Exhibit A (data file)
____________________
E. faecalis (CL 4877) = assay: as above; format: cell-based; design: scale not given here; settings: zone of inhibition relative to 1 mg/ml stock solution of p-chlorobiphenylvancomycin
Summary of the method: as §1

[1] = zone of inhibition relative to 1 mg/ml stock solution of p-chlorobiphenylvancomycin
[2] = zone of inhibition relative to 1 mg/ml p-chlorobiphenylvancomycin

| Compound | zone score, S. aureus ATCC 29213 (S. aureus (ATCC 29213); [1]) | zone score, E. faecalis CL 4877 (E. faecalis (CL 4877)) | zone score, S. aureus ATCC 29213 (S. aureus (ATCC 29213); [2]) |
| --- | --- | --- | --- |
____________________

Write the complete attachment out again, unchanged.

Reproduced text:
E. faecalis (CL 4877) = assay: as above; format: cell-based; design: scale not given here; settings: zone of inhibition relative to 1 mg/ml stock solution of p-chlorobiphenylvancomycin
Summary of the method: as §1

[1] = zone of inhibition relative to 1 mg/ml stock solution of p-chlorobiphenylvancomycin
[2] = zone of inhibition relative to 1 mg/ml p-chlorobiphenylvancomycin

| Compound | zone score, S. aureus ATCC 29213 (S. aureus (ATCC 29213); [1]) | zone score, E. faecalis CL 4877 (E. faecalis (CL 4877)) | zone score, S. aureus ATCC 29213 (S. aureus (ATCC 29213); [2]) |
| --- | --- | --- | --- |